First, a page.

"1972, yes you are right, it seems like yesterday," said Hull in a 1990
interview about becoming hockey's first million-dollar player. "That was just by accident. They kept badgering me and badgering me, the WHA, and I told them that I didn't want to go to Winnipeg and I wanted to stay in Chicago and that was the only place I was going to play. Finally, I told them I wanted a million bucks to get rid of me because they wanted to know what it would take to get me to Winnipeg. I told them a million bucks just to get rid of them. Had I known that they were even going to try and raise money, I would have told them ten million bucks or something like that."

Bobby Hull grew up in an age where loyalty meant more than a paycheck, when the National Hockey League had six teams, Boston, Chicago, Detroit and New York in the United States, Montreal and Toronto in Canada. The
National Hockey League didn't even pay its players as well as those in the "minor pro" Western Hockey League. But it was the top league in the world and players literally fought to stay in it.

Hull would eventually sign after the 11 other WHA owners chipped into and gave Ben Hatskin the money to sign the Golden Jet.

"Had I known they that were even going to think about raising a million
dollars," Hull continued. "Who did I think was worth a million dollars back then? I was the first one. I thought if I threw a million bucks at them, they would say who is this renegade cowboy wanting a million dollars and they would leave me alone.

"In all sports, that was it, that's why I thought it was so astronomical, I thought they'd say get lost. Who was this guy? They gave me a million dollars and then I got $250,000 a year to play. That was a bonus. That was the first million dollars, I don't know anybody else who made it. I know none of the boxers made it at that time, the riders, the jockeys; I know none of the golfers had ever made that.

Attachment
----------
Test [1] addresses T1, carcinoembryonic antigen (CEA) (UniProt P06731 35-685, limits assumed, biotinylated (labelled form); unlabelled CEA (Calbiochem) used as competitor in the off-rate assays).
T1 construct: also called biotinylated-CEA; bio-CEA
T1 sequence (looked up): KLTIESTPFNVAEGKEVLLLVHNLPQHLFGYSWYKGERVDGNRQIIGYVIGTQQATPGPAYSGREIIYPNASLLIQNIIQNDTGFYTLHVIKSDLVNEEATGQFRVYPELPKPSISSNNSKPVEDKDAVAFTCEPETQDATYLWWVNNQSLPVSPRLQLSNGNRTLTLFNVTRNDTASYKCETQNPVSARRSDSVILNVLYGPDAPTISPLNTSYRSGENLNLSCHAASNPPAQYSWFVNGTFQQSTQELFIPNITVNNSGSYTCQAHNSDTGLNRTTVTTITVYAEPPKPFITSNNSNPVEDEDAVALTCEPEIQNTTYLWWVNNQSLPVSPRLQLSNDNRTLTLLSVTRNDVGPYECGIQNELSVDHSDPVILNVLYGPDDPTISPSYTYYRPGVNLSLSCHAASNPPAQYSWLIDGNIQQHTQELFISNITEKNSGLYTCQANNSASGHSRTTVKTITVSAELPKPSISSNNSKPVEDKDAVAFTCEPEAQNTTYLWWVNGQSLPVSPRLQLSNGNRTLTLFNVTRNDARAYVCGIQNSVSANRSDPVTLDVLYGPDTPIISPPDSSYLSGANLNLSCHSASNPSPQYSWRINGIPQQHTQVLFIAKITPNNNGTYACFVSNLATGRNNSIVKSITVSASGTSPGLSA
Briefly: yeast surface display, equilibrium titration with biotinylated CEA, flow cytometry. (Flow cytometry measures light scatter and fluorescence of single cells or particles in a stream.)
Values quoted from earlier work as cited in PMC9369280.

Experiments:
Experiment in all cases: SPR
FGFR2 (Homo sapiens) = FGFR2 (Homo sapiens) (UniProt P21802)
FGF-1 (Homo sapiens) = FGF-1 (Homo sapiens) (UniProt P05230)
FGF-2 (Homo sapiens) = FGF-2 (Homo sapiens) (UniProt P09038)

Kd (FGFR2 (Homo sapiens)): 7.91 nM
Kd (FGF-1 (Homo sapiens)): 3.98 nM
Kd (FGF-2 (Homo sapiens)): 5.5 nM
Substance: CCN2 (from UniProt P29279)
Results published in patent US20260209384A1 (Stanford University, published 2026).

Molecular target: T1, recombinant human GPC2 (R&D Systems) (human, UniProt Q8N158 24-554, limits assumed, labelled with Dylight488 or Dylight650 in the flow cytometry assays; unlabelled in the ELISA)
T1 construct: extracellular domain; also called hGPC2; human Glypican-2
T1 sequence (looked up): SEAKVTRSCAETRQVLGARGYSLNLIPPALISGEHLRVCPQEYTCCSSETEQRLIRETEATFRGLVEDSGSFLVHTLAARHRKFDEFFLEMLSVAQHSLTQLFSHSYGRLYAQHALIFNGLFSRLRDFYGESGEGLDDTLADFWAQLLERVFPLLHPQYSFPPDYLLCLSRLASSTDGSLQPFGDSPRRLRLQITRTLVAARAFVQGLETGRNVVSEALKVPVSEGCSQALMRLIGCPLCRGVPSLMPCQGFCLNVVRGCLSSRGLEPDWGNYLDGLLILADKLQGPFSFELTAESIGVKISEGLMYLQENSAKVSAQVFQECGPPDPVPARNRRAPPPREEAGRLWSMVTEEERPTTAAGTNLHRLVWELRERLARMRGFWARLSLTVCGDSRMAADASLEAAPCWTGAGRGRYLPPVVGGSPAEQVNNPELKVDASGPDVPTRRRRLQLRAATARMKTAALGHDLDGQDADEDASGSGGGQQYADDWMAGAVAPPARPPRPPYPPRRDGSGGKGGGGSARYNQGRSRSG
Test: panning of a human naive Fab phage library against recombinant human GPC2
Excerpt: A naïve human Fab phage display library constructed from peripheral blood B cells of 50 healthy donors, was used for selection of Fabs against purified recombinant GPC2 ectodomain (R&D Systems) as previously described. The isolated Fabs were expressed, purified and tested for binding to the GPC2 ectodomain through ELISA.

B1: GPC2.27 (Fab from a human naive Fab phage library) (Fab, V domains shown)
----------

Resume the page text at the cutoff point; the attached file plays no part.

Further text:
"Right now, knowing what I know now, I would have said 10 and I am sure they would have balked at that."

Bobby Hull had to win a court battle to go to Winnipeg. So did Boston Bruins winger John Mc Kenzie in order to jump to Philadelphia. His contract, as was Hull's contract was done and the NHL was under the impression it had perpetual rights to players. They didn't, at least according to Judge Leon Higginbotham upheld the WHA's legal claim to NHL players who had signed their contractual obligations.

"The NHL is merely sustaining the fate which monopolists must face when they can no longer continue their prior total dominance of the market," Higginbotham wrote on an action filed by McKenzie.